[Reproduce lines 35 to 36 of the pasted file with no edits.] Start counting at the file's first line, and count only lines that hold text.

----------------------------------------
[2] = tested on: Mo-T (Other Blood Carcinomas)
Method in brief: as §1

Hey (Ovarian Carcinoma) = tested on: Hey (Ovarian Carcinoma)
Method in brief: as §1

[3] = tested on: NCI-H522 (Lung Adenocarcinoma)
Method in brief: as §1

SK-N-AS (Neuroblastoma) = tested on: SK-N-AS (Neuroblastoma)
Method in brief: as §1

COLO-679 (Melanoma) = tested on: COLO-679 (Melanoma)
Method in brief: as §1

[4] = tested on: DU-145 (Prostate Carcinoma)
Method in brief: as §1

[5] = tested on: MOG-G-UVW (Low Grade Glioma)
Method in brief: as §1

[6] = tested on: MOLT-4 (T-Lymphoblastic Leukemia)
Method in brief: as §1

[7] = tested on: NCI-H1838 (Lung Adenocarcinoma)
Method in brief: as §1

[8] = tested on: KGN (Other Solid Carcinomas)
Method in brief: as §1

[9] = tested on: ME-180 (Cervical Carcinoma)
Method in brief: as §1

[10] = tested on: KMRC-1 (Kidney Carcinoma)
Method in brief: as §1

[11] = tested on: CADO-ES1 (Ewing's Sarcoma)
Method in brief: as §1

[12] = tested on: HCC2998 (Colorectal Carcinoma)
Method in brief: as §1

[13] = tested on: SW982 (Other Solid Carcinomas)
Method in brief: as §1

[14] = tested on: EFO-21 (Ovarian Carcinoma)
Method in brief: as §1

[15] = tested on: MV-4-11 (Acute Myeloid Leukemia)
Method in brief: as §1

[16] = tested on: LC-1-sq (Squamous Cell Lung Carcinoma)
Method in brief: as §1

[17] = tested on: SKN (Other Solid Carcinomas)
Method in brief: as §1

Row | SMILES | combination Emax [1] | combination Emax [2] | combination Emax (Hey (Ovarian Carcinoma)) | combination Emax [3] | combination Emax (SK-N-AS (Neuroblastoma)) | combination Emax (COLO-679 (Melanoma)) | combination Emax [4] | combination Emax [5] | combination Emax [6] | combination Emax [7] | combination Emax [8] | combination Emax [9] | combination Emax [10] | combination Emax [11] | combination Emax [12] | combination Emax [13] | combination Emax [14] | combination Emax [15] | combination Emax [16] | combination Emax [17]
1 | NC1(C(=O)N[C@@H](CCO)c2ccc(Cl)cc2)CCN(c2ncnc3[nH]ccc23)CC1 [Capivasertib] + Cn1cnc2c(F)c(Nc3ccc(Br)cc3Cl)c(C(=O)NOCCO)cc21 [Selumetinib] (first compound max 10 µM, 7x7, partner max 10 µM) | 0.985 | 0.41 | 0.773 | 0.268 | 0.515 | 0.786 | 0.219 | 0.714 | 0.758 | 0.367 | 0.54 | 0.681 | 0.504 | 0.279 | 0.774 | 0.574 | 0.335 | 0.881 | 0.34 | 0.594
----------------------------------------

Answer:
[16] = tested on: LC-1-sq (Squamous Cell Lung Carcinoma)
Method in brief: as §1